Mahashweta: A Review

” The novel is the one bright book of life. Books are not life. They are only tremulations on the ether. But the novel as a tremulation can make the whole man alive tremble.”
– D H Lawrence

The story of a bright, beautiful and talented girl living with her father, stepmother and step sisters who are not as pretty or brainy has plenty of vital ingredients for a potboiler. But far from it, Sudha Murthy in her compelling reader, Mahashweta, has converted it into a captivating tale of a woman who rises like a phoenix from the ashes of her own self.

Mahashweta - by Sudha Murty

Mahashweta – by Sudha Murty

Imagine this: After troubled growing-up years without your biological mother to share and care, meeting a dashing young doctor who is besotted with you and then that fairy tale love culminates in a dream marriage – it has all the trappings of a happily-lived-ever-after story. But not for Anupama. The edifices of her dream world crumbles when she discovers that she has an incurable disease. What happens to her after this revelation and the twists and  turns in life that she has to cope forms the crux of the story.

Sudha Murthy in all her grace and wisdom has succeeded in making Anupama a symbol of all women who fight against odds, both expected and the unexpected. As a reader, I loved the decisions that she takes in the end – they are perfectly in line with the character etched by the author. It is indeed a tale of hope, acceptance, and through that emerging victorious and much more stronger. Through this poignant story Murthy brings to light societal prejudices and stereotypes.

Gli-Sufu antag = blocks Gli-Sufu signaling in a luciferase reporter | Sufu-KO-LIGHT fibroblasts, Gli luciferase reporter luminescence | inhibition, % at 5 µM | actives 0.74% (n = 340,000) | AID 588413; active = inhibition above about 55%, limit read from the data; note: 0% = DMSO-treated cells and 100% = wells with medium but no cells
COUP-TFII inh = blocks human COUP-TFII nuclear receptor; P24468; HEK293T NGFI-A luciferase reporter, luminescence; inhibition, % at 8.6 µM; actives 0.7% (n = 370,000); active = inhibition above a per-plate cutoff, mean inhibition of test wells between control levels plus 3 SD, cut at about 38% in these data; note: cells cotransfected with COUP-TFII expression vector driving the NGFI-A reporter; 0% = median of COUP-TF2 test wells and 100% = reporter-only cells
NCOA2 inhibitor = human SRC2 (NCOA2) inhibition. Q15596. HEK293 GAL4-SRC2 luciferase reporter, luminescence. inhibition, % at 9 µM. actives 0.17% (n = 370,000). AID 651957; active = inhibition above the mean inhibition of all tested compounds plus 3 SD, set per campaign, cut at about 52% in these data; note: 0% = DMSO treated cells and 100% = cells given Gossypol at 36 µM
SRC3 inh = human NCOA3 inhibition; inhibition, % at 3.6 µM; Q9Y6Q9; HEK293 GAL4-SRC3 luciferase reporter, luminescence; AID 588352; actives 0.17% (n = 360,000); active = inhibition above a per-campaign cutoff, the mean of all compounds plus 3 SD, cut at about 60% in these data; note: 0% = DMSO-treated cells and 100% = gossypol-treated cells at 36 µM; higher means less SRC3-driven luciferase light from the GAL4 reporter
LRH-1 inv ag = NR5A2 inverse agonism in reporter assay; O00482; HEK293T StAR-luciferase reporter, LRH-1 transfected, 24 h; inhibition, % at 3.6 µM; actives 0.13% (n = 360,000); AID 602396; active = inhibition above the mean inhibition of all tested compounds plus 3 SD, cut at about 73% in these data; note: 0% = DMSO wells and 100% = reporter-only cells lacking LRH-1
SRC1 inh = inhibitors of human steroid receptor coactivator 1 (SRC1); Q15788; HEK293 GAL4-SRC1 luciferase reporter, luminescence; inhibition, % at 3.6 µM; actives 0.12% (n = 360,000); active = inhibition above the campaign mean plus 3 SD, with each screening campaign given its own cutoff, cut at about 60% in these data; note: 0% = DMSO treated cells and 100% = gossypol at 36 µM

The best thing about the book lies in the postscript. And coming from somebody as respected as Sudha Murthy who is not only an established writer but also the trustee of Infosys Foundation, am sure it is only the truth. If with this book, if one person has moved away from the oft taken path, therein lies the success of the book. And if that is the yardstick, this book is a runaway success.

What is in a Day?

Come August everyone – in India and across the globe – suddenly start their wisecracks about the ‘noblest’ of all professions – Teaching. Reason? Come September 5th, we have our National Teachers’ Day. And on October 5th, that is today, World Teachers’ Day.

Happy Teachers' Day!

Happy Teachers’ Day!

Yet, things are not as it should be in a teacher’s world, at least for an Indian teacher, for this is all I know about. I am one. Once upon a time when we had the Gurukula system and teachers were the most venerated lot in the society. Gone are those days. Now things and times have changed. The less said about the poor status of the teacher in our society, the better.

The best students go for the choicest of professions, which is medicine, engineering, information technology, accounting and the like. It is only the also-rans and cast-outs that enter this profession of last resort – teaching. Margaret Elizabeth Sangster’s exhortation of ‘no one should teach who is not in love with teaching’ has fallen on deaf ears. Poor wages, but compensated by less working days, you see. Which other job will give you more than 140 days holidays and pay you for that? The result?? A teaching fraternity, with less passion and even lesser dedication.